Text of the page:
“We can’t leave insureds under-protected on cyber” as industry works through systemic risk potential

As the hard commercial insurance market continues, it is presenting significant issues where cyber is concerned. 

Significant rate increases have come about as the market has reacted to an increase in the frequency and severity of claims, partly fuelled by the ransomware epidemic and as a result of the market’s growth and expansion.

“Let’s face it - we are in front of a crime industrialisation pattern,” said Xavier Veyry, CEO Asia & Europe, AXA XL. “With cyber it happens at scale, it’s remote and it can be industrialised. It’s a very different scenario than we have ever had to deal with before.”

“One issue is that we do not properly understand what we and our customers are exposed to. We have to have a clear identification of the risk, understand what we want to cover and then design the right products which include prevention and solutions.”

The industry needs to get a handle on the systemic risk potential before the right solutions can be found, according to Henning Haagen, board member and chief regions and markets officers at AGCS.

“We have seen a massive rise in ransomware attacks over the past 12 months,” he said. “From a carrier’s perspective we need to understand the aggregation risk potential so we are not looking back retrospectively.”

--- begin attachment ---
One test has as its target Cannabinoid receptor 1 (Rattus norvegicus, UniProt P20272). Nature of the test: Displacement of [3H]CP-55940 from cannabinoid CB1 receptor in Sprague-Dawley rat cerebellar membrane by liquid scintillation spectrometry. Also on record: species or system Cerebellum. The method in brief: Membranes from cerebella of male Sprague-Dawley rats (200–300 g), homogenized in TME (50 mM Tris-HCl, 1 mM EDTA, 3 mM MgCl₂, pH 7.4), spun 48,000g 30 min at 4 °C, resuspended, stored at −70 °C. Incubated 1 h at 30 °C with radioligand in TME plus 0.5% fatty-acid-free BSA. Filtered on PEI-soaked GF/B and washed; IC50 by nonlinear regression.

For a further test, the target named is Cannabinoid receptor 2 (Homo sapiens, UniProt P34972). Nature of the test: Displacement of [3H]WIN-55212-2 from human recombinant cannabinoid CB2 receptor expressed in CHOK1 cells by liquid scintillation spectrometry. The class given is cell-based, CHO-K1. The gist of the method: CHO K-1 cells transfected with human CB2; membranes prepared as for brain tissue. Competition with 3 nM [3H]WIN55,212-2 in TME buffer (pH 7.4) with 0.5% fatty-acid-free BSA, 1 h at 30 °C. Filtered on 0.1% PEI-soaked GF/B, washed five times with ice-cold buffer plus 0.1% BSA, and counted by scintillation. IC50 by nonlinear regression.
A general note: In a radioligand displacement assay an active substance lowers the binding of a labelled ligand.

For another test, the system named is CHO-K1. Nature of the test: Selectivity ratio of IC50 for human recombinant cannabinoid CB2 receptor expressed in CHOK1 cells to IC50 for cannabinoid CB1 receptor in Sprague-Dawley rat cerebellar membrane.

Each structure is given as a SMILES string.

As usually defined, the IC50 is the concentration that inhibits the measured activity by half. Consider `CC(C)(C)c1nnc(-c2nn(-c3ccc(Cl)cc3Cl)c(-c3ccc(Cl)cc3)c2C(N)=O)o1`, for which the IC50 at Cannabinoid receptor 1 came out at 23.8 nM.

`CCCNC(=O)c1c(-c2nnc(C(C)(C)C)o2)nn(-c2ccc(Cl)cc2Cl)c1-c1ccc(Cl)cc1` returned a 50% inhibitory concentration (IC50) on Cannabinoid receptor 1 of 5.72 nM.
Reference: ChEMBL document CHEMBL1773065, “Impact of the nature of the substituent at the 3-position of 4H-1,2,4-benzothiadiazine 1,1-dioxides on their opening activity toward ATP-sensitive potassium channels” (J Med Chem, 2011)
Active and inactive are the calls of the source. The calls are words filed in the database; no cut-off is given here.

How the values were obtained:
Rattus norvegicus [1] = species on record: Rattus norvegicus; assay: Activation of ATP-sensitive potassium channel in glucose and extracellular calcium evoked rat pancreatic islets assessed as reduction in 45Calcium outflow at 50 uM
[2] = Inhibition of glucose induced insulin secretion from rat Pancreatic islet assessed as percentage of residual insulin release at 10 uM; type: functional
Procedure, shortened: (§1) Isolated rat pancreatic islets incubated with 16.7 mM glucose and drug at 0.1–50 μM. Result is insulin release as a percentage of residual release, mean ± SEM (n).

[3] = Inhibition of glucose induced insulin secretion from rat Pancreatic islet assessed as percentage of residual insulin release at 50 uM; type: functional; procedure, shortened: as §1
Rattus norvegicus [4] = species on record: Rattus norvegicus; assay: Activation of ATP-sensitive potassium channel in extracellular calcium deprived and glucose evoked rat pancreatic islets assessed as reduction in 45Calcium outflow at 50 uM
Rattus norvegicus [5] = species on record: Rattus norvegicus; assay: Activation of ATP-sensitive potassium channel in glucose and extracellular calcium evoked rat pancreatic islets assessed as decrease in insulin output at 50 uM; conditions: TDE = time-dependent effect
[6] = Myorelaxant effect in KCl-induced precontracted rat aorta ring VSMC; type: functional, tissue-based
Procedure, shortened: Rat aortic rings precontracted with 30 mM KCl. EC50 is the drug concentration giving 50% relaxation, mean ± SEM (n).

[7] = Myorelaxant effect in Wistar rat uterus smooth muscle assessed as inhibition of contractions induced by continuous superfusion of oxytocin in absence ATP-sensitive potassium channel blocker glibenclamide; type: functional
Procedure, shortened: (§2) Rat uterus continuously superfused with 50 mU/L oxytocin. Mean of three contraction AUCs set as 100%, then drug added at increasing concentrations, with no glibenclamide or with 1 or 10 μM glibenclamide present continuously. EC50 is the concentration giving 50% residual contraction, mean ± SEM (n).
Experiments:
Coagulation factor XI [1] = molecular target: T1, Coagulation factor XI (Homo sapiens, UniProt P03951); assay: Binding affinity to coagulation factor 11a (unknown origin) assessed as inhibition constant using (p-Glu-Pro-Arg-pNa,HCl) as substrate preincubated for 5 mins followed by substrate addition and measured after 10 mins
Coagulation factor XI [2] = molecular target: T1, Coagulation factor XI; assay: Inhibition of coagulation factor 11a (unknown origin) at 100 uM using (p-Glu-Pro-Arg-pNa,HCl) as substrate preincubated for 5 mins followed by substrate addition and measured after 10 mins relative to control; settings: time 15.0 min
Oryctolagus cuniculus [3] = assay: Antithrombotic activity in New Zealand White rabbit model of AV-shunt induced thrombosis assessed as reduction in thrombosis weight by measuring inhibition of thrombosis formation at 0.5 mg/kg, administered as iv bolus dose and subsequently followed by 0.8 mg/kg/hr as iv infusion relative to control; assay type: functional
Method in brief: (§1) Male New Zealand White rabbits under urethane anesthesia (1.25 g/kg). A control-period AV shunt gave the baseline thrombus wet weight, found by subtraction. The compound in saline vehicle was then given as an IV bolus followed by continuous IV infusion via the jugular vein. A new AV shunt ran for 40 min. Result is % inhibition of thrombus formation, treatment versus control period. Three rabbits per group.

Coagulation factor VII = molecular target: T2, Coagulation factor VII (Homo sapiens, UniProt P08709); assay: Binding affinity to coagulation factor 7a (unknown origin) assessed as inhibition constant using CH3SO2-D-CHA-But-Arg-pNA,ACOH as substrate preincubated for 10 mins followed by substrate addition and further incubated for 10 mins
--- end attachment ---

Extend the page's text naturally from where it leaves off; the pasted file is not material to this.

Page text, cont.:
“With the pandemic we saw a huge aggregation on the loss side, and nobody saw that coming. We should not be in the same situation for cyber,” he added.

Cyber rates continue to rise

Cyber insurance pricing increased by 56% in the US in the second quarter of 2021, and by 35% in the UK (up from 29% in Q1) with sizable increases also seen across Continental Europe, according to Marsh.

“As the industry comes to term with the potential aggregation risk, it is important to ensure clients are not left exposed, as a result of rising prices and shrinking capacity, according to Paul Knowles, head of Marsh Specialty, Continental Europe.

“We don’t want to get to a situation where we leave clients under-protected due to knee-jerk reactions,” he said.

There are reputational implications to consider, he added.

“Look at the insurance industry’s response to the pandemic - we didn’t quite become the banking industry of the Global Financial Crisis - but if you look at the stories in the press, there were moments where we did not come out in a good light.”

“It’s important to remember that insurers play an important role in underpinning economies and communities.”

Risk and insurance managers are resigned to absorbing more of their cyber risk internally, acknowledged Mario Ramirez Ortuzar, risk and assets manager, Exolum.

“I am very worried about the new risks we are facing,” he said. “Pandemic is something insurers cannot deal with alone… and the other big hole is the cyber risk.”

“In the future, it’s going to be very difficult for the insurance market to deal with this risk, so we need to look internally for other solutions. In several years the risk will be so huge, the industry won’t be able to deal with it.”